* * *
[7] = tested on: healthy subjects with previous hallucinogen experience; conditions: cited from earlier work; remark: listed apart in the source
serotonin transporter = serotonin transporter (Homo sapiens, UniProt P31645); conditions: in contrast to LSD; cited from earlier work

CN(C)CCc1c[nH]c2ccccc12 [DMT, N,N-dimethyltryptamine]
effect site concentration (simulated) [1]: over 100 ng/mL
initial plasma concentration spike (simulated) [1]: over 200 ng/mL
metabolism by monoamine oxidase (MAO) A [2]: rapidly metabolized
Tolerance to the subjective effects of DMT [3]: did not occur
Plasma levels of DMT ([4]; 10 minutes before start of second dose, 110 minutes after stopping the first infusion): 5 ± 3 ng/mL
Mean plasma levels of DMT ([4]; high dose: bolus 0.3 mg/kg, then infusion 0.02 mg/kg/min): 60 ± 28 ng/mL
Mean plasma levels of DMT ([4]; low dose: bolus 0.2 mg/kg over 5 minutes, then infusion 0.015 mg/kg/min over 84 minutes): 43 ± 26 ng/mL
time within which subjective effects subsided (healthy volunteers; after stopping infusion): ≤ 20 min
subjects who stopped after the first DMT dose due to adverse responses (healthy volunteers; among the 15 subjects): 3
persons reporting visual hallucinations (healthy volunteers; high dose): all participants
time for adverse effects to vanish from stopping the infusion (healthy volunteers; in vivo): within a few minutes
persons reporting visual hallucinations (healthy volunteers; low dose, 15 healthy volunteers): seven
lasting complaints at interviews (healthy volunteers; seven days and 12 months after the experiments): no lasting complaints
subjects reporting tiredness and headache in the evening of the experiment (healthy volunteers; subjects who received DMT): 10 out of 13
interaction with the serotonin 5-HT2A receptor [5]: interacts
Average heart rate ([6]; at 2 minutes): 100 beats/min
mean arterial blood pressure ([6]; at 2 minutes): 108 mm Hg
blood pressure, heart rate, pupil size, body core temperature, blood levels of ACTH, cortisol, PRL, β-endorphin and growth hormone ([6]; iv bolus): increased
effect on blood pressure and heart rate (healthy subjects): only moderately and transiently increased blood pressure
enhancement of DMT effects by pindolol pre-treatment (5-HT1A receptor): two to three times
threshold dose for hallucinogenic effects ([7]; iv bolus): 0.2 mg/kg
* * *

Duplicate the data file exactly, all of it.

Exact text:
[7] = tested on: healthy subjects with previous hallucinogen experience; conditions: cited from earlier work; remark: listed apart in the source
serotonin transporter = serotonin transporter (Homo sapiens, UniProt P31645); conditions: in contrast to LSD; cited from earlier work

CN(C)CCc1c[nH]c2ccccc12 [DMT, N,N-dimethyltryptamine]
effect site concentration (simulated) [1]: over 100 ng/mL
initial plasma concentration spike (simulated) [1]: over 200 ng/mL
metabolism by monoamine oxidase (MAO) A [2]: rapidly metabolized
Tolerance to the subjective effects of DMT [3]: did not occur
Plasma levels of DMT ([4]; 10 minutes before start of second dose, 110 minutes after stopping the first infusion): 5 ± 3 ng/mL
Mean plasma levels of DMT ([4]; high dose: bolus 0.3 mg/kg, then infusion 0.02 mg/kg/min): 60 ± 28 ng/mL
Mean plasma levels of DMT ([4]; low dose: bolus 0.2 mg/kg over 5 minutes, then infusion 0.015 mg/kg/min over 84 minutes): 43 ± 26 ng/mL
time within which subjective effects subsided (healthy volunteers; after stopping infusion): ≤ 20 min
subjects who stopped after the first DMT dose due to adverse responses (healthy volunteers; among the 15 subjects): 3
persons reporting visual hallucinations (healthy volunteers; high dose): all participants
time for adverse effects to vanish from stopping the infusion (healthy volunteers; in vivo): within a few minutes
persons reporting visual hallucinations (healthy volunteers; low dose, 15 healthy volunteers): seven
lasting complaints at interviews (healthy volunteers; seven days and 12 months after the experiments): no lasting complaints
subjects reporting tiredness and headache in the evening of the experiment (healthy volunteers; subjects who received DMT): 10 out of 13
interaction with the serotonin 5-HT2A receptor [5]: interacts
Average heart rate ([6]; at 2 minutes): 100 beats/min
mean arterial blood pressure ([6]; at 2 minutes): 108 mm Hg
blood pressure, heart rate, pupil size, body core temperature, blood levels of ACTH, cortisol, PRL, β-endorphin and growth hormone ([6]; iv bolus): increased
effect on blood pressure and heart rate (healthy subjects): only moderately and transiently increased blood pressure
enhancement of DMT effects by pindolol pre-treatment (5-HT1A receptor): two to three times
threshold dose for hallucinogenic effects ([7]; iv bolus): 0.2 mg/kg